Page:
Simon Wilson on social investment

Simon Wilson writes:

For several years now English has been driving a profound reform programme in the delivery of social services. It’s far from finished; in fact, even some of the ministers involved seem barely to understand it. But welfare reform is happening. And at its heart is a thoroughly 21st century idea: we’ve got the data, now to tell us where to spend the money.

Conservative governments worldwide are watching, fascinated, not least because social investment inverts the usual conservative approach to welfare. Which is to sit back, moan about bludgers and pick up the pieces when they have to. Social investment, as English told the conference, means “spending money now to save money later”. In National terms, it’s practically a revolution.

Good to see Simon has realised what a change this is. The goal is still the same – to have fewer people reliant on the state, but the method is to spend more now to help them become independent.

Social investment presents a serious challenge to the centre-left – to the Greens as well as Labour. This is the National-led government doing nothing less than redefining the paradigm of the welfare state, not by undermining it but by making it more fit for purpose. That’s the left’s job, or it used to be. It used to be a central purpose of the left in government.

And yet it’s the right that now offers a systematic, determined and evidence-based effort to break inter-generational cycles of poverty, crime and ill-health. Welfare that is both more effective and more affordable. Who would be opposed to that?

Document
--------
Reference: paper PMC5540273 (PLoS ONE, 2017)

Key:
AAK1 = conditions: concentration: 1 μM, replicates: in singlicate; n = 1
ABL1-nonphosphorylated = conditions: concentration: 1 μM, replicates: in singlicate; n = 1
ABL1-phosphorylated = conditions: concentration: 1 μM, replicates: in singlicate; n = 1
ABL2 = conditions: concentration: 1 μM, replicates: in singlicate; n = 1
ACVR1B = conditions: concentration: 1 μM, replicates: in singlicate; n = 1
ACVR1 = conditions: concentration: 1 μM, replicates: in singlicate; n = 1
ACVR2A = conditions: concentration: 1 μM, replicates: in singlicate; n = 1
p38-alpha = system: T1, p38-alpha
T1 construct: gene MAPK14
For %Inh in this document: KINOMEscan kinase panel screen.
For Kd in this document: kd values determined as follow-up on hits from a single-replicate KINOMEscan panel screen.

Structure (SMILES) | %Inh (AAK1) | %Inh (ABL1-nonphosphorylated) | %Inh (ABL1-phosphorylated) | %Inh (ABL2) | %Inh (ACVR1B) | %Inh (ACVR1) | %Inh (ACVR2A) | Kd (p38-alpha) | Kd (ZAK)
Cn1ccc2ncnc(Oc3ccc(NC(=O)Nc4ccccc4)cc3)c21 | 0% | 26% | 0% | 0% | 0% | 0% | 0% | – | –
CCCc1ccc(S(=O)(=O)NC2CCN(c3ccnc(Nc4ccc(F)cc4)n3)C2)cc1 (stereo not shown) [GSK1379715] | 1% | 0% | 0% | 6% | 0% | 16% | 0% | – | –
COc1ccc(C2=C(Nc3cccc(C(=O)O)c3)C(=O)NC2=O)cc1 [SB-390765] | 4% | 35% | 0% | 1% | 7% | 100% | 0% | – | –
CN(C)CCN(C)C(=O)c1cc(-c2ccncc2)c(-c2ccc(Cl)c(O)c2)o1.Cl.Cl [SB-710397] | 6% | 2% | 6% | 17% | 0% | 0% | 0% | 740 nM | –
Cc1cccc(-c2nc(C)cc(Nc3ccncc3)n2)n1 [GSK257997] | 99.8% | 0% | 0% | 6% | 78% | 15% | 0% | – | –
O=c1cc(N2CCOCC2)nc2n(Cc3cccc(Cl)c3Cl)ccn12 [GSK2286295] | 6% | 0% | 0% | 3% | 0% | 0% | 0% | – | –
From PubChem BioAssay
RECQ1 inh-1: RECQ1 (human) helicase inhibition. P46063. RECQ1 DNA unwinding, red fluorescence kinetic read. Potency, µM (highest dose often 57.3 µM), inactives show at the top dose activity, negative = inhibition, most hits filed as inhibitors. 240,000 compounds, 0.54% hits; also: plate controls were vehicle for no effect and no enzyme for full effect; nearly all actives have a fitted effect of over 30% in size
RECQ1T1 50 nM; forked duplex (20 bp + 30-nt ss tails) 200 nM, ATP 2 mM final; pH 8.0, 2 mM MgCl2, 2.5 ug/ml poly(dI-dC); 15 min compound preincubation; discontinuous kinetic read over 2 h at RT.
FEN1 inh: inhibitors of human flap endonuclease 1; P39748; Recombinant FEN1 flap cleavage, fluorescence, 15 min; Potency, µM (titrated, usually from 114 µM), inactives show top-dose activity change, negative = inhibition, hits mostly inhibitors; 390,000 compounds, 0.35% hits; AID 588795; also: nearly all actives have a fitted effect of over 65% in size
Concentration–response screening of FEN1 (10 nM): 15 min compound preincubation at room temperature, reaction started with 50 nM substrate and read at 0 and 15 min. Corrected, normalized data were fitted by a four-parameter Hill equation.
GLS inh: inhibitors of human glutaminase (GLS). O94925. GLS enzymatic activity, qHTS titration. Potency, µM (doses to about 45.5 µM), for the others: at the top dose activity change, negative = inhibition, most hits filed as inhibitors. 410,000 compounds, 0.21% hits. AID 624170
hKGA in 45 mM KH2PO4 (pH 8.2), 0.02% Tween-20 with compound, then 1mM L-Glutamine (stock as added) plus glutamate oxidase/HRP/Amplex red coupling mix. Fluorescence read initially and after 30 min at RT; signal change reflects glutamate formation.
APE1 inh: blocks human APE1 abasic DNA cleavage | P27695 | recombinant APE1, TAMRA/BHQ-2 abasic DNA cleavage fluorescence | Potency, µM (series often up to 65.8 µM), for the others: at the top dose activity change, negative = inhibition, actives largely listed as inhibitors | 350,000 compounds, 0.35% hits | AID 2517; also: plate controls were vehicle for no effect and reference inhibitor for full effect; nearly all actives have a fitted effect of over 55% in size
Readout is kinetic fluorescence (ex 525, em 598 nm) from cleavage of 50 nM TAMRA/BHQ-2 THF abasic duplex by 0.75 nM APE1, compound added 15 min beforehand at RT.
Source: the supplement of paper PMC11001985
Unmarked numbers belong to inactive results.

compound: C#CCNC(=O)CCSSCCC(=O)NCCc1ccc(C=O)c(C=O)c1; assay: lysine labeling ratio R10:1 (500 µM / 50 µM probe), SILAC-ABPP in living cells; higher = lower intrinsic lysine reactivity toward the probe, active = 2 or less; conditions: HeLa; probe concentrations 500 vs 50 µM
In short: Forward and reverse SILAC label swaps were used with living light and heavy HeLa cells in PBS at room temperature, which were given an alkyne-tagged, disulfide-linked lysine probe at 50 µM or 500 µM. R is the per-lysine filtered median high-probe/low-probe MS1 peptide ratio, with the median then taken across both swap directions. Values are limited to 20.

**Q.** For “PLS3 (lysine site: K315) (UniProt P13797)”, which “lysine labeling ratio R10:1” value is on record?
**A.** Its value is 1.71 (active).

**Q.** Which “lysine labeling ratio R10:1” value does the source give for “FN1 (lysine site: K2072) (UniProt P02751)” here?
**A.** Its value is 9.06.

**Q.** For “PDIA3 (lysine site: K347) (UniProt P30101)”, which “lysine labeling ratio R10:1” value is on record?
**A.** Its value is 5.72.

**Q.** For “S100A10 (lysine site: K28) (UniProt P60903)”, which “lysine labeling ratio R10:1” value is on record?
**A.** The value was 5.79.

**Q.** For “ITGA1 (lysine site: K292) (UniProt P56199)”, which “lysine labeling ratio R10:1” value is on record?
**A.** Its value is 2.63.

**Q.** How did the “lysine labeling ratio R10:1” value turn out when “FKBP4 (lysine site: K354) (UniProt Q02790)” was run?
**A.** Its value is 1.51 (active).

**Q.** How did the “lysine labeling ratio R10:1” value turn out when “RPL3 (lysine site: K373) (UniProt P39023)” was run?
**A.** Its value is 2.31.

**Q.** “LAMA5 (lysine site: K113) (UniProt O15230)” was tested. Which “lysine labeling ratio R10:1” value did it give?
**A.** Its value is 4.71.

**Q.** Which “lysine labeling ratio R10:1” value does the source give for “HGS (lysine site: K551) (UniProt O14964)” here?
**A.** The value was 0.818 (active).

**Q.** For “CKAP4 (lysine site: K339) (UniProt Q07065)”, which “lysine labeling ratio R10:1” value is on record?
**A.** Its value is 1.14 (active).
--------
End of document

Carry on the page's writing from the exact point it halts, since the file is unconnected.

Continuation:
And mark what it means: welfare is here to stay. Its purpose, now, is to produce citizens who will stay in work, out of jail, out of hospital and away from the need for expensive long-term care. Yes, the irony is staggering – the National government is engaged in a level of “social engineering” unprecedented in history. But forget about that. The goals are excellent.

High praise from the former Marxist 🙂

Social investment has the potential to be so constructively powerful that if National gets it right, it could stay in government for another generation.

The article goes on to detail some of the ways he thinks National isn’t getting it right, but he concludes:

There are many on the centre-left who say it can’t be done. Social investment is another neoliberal plot, all that tired old hogwash. If they’re right, we need to hear an alternative and more compelling narrative for welfare.

But are they right? Social investment, to repeat, is the means by which many more of our most-marginalised citizens will be able to hold down jobs, stay out of jail and out of hospital and away from the need for expensive long-term care. It offers a systematic, determined and evidence-based effort to break intergenerational cycles of poverty, crime and ill-health. A welfare state that is fit for purpose in the 21st century: both more effective than the 20th-century version and more affordable.

Its champion, when it works, will truly earn the right to be the natural party of government. Do either or both of Labour and the Greens want that role?

They both seem very unenthusiastic on it. I’m not sure they want to reduce the number of people dependent on the state.

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